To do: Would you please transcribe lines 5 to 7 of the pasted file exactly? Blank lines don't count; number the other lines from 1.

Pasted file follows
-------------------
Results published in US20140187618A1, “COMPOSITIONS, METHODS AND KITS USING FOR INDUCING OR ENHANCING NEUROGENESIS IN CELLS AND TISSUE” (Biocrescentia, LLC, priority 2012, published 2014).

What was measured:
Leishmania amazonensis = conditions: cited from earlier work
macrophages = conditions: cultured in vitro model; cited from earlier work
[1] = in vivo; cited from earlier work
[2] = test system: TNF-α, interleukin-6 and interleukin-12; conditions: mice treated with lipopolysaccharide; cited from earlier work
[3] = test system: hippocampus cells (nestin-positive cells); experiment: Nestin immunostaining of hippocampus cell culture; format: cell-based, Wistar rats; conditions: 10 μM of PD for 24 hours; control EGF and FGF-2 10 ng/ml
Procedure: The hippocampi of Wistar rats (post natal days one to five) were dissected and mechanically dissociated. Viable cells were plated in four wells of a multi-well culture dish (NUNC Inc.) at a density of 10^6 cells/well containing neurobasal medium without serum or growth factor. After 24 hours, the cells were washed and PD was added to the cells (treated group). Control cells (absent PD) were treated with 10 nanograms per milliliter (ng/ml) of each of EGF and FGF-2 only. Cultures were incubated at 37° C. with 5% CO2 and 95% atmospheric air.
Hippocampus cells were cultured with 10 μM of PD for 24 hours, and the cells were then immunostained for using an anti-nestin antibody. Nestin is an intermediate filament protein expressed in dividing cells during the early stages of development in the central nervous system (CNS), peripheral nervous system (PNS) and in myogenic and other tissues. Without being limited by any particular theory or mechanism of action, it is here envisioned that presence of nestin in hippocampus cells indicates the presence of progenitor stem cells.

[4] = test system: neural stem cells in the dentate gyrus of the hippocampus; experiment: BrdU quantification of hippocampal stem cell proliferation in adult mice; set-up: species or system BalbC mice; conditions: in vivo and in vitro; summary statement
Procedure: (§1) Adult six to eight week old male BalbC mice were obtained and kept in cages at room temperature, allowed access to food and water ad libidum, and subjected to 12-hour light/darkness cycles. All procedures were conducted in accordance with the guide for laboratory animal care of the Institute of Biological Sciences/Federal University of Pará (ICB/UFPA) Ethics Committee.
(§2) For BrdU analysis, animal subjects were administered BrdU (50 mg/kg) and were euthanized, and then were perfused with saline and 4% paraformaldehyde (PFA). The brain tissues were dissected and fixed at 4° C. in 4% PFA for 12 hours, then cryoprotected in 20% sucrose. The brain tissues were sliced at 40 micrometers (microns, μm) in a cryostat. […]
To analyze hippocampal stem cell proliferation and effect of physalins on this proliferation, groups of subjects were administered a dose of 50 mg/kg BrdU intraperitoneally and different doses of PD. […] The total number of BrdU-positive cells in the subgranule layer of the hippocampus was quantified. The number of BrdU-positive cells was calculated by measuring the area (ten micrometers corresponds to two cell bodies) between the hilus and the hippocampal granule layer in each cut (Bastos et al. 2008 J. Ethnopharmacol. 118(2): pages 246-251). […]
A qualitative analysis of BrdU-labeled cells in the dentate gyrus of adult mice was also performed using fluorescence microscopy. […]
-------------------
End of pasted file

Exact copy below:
[1] = in vivo; cited from earlier work
[2] = test system: TNF-α, interleukin-6 and interleukin-12; conditions: mice treated with lipopolysaccharide; cited from earlier work
[3] = test system: hippocampus cells (nestin-positive cells); experiment: Nestin immunostaining of hippocampus cell culture; format: cell-based, Wistar rats; conditions: 10 μM of PD for 24 hours; control EGF and FGF-2 10 ng/ml